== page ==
However, I’d much prefer this to be done with a little bit of programming in EMT. Here is the code. I am going to explain it below.
>function f(x) &= x^4+x-1 4 x + x - 1 >function df(x) &= diff(f(x),x) 3 4 x + 1 >function newstep (x) &= x - f(x)/df(x) 4 x + x - 1 x - ---------- 3 4 x + 1 >&ratsimp(newstep(x)) 4 3 x + 1 -------- 3 4 x + 1 >plot2d("f",0,2); >function vstep (x) ... $ plot2d([x,x],[0,f(x)],style="--",color=blue,>addpoints,>add); $ x1=newstep(x); $ plot2d([x,x1],[f(x),0],style="-",color=blue,>add); $ return x1; $endfunction >x=1.9; >loop 1 to 8; x=vstep(x); end:
It is all quit straightforward. Using Maxima, we compute the derivative or our symbolic function f(x), and then the Newton step. The simplification with ratsimp() is only to show that the original form can be simplified quite substantially. We plot the function, and define a function vstep() which draws two lines (one with endpoints) and returns the new value of the Newton algorithm. Then we do this 8 times starting from x=1.9. Note the colon : after the last statement, which inserts the graphics into the notebook.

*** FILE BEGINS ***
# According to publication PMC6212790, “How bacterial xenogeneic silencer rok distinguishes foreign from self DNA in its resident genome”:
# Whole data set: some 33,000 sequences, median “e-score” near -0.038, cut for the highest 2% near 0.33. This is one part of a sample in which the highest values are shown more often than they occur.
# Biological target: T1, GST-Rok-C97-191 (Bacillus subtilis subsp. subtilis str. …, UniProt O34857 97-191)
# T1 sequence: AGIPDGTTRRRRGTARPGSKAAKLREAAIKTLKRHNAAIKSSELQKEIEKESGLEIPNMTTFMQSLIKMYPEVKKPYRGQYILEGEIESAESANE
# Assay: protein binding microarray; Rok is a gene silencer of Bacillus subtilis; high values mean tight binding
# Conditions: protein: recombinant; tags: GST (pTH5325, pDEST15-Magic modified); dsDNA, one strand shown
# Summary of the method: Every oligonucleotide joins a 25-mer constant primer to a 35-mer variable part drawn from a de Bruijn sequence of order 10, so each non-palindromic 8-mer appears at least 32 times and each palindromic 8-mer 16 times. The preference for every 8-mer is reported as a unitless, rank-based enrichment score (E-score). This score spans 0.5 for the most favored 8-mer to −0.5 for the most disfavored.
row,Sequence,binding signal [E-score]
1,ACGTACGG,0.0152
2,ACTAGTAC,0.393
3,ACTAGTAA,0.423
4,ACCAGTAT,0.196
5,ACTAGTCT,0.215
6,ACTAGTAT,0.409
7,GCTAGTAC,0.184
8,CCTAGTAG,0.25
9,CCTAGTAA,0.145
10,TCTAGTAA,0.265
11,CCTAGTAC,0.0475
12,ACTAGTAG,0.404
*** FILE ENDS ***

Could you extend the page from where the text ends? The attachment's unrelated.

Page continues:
If you save all that in an EMT notebook it should provide a nice environment for own experiments by the students. With a little bit of thought, we can do a lot more now. E.g., we could try to experimentally prove the the order of the algorithm is quadratic. This involves logarithms and quite a bit of thought.
By the way, Maxima can also give us the formula for the root of this particular function. As you will see, it is not very useful.